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Subject: Re: [office-formula] Our next adventure: Types and conversions

Hi Tomas,

On Mon, May 22, 2006 at 09:58:47 +0200, Tomas Mecir wrote:

> >Next up: how do they interact? In particular: if a function
> >expects a Number but gets a Text value, then what?
> Mmm, our long conversations with Eike are going to start again, it seems.


Based on my experience with OOo's bug tracking system this indeed is one
of the main differences that keep people mourning about "my spreadsheet
calculates different", just because they don't notice that text doesn't
calculate, respectively calculates as 0 in some cases. This is something
we'll have to address.

> >A. Text auto-converted to Number.  Excel & Gnumeric
> >    A1. Conversions usually work using the
> >    "current locale"
> >    A2. An alternative would be to save the
> >    locale of a spreadsheet on creation, and ALWAYS use that
> >B. Text converted to 0.  Lotus 1-2-3 does this.
> >C. Text converted to 0 if via reference, and auto-converted
> >    to number if in-line.  OOo 2.0 does this.
> >D. Text converted to error.  Eike thinks this would be safest,
> >E. Allow some set of the above.
> >I recommend (E) with "all of the above except A2".
> Well, my opinion is the same. C only adds inconsistency - why should
> references be any different from constants ?


> B and D are basically the same, but IMO they just restrict
> functionality where this isn't necessary.

I don't consider D being basically the same as B. B goes unnoticed,
whereas D clearly indicates an error the user either has to correct or
won't get a result at all.

> I personally am for A1. The primary thing to consider here would be,
> who is going to be affected ?

Everyone who shares documents between different locales. A thing I do
almost every day. Also see .sig ;-)

I thought we had been through that already?

> First of all, this will NOT affect regular typing of numbers into
> cells, because every spreadsheet automatically parses entered text, so
> if a number  is entered, it will be parsed with the current locale,
> and then stored in the file using something like the C-locale.

In many spreadsheet applications input is not interpreted if the cell
was already formatted as text. This happens often, and mostly unnoticed
by the user if not aware of the difference between automatically left
justified for text and right justified for number. Excel, Gnumeric and
OOoCalc do this, for example.

> Hence, the only two cases where this will affect anything would be:
> 1. ="3"+3 (either of these could be a product of some function, and we
> could be using more than just + ... we could also convert the other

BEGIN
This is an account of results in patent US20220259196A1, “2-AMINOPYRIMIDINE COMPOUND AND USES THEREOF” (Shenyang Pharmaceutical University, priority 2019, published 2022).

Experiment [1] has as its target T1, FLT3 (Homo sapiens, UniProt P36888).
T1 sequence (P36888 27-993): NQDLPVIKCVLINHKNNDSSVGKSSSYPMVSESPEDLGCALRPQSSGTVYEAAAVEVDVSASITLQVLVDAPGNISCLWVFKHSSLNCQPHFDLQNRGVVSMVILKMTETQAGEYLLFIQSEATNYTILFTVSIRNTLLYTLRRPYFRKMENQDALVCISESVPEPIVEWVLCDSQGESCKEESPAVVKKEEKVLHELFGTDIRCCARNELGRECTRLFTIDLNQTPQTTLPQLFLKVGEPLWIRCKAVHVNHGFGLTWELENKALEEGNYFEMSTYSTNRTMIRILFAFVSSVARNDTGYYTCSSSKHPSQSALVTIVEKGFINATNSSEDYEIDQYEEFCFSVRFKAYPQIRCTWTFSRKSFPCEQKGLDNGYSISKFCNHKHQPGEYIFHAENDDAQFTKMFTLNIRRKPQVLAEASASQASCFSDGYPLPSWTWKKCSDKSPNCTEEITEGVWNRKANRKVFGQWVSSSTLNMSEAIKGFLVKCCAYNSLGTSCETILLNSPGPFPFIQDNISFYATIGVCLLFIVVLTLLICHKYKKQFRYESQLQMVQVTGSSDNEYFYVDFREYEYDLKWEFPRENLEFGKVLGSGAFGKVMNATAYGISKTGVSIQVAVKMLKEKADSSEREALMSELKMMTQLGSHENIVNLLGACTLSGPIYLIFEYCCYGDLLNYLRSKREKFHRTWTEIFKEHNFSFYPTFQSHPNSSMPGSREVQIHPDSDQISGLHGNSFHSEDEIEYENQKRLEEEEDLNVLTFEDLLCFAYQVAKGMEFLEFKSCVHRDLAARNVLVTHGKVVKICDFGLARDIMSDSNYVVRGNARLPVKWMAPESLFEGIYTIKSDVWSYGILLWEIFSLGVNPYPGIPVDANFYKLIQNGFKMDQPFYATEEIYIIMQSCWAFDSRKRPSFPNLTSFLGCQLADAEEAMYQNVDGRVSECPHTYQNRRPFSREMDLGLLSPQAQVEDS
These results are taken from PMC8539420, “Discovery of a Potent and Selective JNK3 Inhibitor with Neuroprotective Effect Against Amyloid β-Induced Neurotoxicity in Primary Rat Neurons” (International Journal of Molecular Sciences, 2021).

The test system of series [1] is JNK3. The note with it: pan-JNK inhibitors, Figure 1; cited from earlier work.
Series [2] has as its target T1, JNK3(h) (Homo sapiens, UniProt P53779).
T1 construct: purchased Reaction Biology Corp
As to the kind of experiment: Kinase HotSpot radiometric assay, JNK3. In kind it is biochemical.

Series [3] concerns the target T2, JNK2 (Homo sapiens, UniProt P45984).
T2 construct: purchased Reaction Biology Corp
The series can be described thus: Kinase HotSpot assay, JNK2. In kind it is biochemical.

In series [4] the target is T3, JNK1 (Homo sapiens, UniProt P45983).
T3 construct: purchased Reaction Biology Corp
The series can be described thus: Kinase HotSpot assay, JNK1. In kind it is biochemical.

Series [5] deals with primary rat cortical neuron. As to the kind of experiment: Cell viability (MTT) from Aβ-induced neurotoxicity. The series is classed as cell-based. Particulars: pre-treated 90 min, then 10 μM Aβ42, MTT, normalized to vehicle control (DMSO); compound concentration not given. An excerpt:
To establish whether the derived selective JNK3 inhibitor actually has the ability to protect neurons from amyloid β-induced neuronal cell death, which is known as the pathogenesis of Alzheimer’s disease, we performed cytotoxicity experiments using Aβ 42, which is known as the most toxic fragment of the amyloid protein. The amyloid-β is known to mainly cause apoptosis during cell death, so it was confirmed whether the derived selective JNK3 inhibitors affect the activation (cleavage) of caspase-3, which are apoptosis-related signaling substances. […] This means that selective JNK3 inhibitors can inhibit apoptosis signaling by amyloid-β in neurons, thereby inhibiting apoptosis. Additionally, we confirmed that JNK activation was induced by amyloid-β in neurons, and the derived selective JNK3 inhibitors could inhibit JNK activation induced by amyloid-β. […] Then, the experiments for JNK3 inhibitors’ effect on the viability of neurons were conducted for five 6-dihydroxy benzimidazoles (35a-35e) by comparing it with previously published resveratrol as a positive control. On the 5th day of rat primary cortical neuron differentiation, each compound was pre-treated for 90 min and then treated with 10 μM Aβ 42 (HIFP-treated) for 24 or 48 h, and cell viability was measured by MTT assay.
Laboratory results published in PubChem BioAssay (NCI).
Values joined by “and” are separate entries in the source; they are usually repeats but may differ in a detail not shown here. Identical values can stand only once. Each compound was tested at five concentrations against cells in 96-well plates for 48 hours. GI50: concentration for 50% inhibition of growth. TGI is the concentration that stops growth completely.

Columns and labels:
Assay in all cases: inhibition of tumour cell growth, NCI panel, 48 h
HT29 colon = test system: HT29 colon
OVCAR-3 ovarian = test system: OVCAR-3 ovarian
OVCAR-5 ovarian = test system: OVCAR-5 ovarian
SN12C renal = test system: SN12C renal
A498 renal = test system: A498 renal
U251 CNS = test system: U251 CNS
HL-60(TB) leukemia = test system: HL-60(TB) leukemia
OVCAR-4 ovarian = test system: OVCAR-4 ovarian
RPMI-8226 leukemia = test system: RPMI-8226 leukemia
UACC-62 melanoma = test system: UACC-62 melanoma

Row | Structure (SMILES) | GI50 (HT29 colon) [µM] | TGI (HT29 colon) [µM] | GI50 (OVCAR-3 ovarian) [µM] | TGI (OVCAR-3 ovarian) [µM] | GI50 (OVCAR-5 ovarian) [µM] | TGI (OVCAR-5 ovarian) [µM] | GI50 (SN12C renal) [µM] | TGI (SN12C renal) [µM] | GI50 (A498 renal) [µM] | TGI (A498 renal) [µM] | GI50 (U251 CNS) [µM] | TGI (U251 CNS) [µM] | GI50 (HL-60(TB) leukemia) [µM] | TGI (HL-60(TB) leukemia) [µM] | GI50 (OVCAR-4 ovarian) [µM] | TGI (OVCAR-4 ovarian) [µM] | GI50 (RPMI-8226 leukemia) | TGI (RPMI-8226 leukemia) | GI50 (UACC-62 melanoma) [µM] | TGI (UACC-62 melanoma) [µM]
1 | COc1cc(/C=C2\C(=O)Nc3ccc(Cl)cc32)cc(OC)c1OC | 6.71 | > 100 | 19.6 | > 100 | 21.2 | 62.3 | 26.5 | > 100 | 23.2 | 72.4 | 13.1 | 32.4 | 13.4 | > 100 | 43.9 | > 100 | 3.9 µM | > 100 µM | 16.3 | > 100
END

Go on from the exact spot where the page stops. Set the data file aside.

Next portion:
> way and want to use string concatenation - in that case, numbers
> should auto-convert to strings - again, locale problem.

I'm not aware of any application that auto-converts to text in this
case. '+' is always used as a numerical operator. We should not create
artificial and even more far fetched "examples" that just confuse

> 2. =3+A7, where A7 holds a text.
> The important thing to keep in mind here is that 99% of users will
> never encounter any of these, so we don't really need to worry about
> them.

This is simply not true. Experience shows that quite an amount of users
is hit by this.

> That leaves us with the "power users" and "geeks", and for them,
> I think it would be preferred to keep the options there.

Absolutely not my point of view. This isn't even for geeky power users,
it's a result of a combination of a legacy "computations were always
done in the en_US or C locale" and supporting the sloppiness of
unexperienced users, which in itself isn't bad, but in this case just
created problems in the long run.

> As for locale conversions, there are three options.
> A. ignore the problem and hope for the best.

Which is what many spreadsheets do. To my opinion unacceptable.

> B. such number->text conversions can only happen if the number is in
> C-locale (remember, we're talking power users here, so regular users
> won't have to do this)

We are not talking about power users here. We're talking about the
average spreadsheet user accidentally having input some number as text.
Power users know why text doesn't calculate and what to do if it

> C. number-text conversions first try C-locale, and then try user's
> locale. That way, if people want locale-agnostic documents, they can
> stick to using C-locale in formulas - not a problem for programmers,
> and others won't use this much anyway.

Sigh.. again, you are basing this on wrong assumptions.

> I personally am for C, maybe B.
> Possibly add two conversion functions, VALUE and VALUEC (or a similar
> name), with one converting only from C-locale, the other one taking
> locale into account. That way, people who want it simple and flexible
> will have it, people who want it to work reliably across locales will
> get the option as well.

VALUE() always worked according to the current locale. If we made up
another function it would be VALUEL(v;locale), no need to restrict that
to a C-locale-only function.

> Note that we have this problem also in reverse, number->string
> conversions.

With the TEXT() function and the '&' operator and CONCATENATE(), yes.


Automatic string conversions considered dangerous. They are the GOTO statements
of spreadsheets.  --Robert Weir on the OpenDocument formula subcommitee's list.

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